ROCHESTER, N.Y. – Catching his breath at a fitness club, Matt McHugh took a gulp of water from his trusty, hard-plastic Nalgene bottle and pondered the idea of switching to an alternative made of glass, stainless steel or another kind of plastic.
Worries about a hormone-mimicking chemical used in the trendy sports accessory led a major Canadian retailer to remove Nalgene and other polycarbonate plastic containers from store shelves in early December.
-based Mountain Equipment Co-op is waiting for Canadian health regulators to finish a preliminary review in May before it reconsiders restocking its 11 stores with the reusable, transparent bottles made with bisphenol A, or BPA, a compound created by a Russian chemist in 1891.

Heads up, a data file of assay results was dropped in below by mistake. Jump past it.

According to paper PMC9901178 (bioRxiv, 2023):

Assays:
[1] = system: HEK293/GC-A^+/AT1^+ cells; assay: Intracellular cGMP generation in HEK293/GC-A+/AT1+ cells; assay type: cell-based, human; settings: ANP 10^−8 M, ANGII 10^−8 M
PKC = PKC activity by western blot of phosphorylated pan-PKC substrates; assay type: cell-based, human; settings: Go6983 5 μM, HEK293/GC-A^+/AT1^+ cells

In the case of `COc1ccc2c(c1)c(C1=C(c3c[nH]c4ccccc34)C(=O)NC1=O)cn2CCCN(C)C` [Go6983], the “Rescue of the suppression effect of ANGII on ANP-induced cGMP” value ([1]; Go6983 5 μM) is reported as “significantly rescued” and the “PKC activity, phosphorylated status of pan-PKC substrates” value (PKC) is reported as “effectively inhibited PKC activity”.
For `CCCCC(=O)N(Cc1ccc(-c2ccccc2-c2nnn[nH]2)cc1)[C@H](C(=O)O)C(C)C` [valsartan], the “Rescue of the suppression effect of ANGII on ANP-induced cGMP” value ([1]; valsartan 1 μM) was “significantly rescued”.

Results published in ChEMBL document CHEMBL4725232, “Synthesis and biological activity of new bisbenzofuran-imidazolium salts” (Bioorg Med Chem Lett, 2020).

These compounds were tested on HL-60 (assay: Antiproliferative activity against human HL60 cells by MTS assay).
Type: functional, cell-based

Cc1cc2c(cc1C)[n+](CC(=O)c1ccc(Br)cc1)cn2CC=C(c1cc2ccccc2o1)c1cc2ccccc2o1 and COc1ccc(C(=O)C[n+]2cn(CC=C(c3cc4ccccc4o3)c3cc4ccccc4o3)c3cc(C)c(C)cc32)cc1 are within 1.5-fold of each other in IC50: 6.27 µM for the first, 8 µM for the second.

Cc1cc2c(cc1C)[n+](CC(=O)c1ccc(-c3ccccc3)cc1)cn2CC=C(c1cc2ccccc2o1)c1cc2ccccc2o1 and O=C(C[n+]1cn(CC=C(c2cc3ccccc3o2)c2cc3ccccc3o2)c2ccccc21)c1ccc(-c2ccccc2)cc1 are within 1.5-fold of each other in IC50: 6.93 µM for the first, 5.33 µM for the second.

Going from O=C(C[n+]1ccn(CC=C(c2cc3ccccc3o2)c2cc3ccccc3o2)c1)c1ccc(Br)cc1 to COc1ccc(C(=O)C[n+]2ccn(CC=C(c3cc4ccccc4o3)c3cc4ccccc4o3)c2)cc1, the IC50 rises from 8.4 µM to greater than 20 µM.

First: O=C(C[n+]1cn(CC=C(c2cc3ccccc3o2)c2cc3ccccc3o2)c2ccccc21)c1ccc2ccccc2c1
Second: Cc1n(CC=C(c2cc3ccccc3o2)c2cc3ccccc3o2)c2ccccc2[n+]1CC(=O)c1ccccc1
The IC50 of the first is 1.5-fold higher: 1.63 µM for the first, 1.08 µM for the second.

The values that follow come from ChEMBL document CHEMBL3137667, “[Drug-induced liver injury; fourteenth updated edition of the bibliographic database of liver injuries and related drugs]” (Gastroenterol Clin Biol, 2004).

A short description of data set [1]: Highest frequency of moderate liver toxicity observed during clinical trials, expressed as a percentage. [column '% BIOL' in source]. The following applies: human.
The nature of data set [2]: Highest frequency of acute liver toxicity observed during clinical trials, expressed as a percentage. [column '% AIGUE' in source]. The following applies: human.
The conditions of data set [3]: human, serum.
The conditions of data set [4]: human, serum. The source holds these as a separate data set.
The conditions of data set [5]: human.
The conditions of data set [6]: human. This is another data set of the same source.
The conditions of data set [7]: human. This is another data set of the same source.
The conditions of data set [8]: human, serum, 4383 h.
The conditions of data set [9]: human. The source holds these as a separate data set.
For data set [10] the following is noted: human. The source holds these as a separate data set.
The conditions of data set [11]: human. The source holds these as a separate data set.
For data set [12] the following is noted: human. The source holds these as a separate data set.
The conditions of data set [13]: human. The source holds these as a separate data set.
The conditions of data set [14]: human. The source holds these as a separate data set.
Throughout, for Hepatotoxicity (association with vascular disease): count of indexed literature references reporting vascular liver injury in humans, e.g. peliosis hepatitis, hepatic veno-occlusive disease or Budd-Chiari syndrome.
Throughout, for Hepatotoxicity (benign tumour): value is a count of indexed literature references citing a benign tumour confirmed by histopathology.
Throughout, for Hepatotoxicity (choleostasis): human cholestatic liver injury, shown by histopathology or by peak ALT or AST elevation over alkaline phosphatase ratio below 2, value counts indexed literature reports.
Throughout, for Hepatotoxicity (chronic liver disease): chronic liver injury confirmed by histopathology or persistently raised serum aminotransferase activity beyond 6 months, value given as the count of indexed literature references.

There is little dispute that the chemical can disrupt the hormonal system, but scientists differ markedly on whether very low doses found in food and beverage containers can be harmful. Thesides with the plastics industry that BPA-based products do not pose a health risk.
However, an expert panel of researchers reported at a U.S. government conference that the potential for BPA to affect human health is a concern, and more research is needed. The panel cited evidence that Americans have levels of BPA higher than those found to cause harm in lab animals.
Well thats just great. One of my favorite pieces of gear and it may be trying to kill me. Sure there are stainless and aluminum bottles out there but I will bet you money that they cannnot take the brutal abuse I can inflict upon my Nalgene bottle.
Nah, I’m sticking with my Nalgene bottle. The risk associated with it is worth it for its reliability and durability. Whats next? CamelBack reservoirs ccontain PCB’s?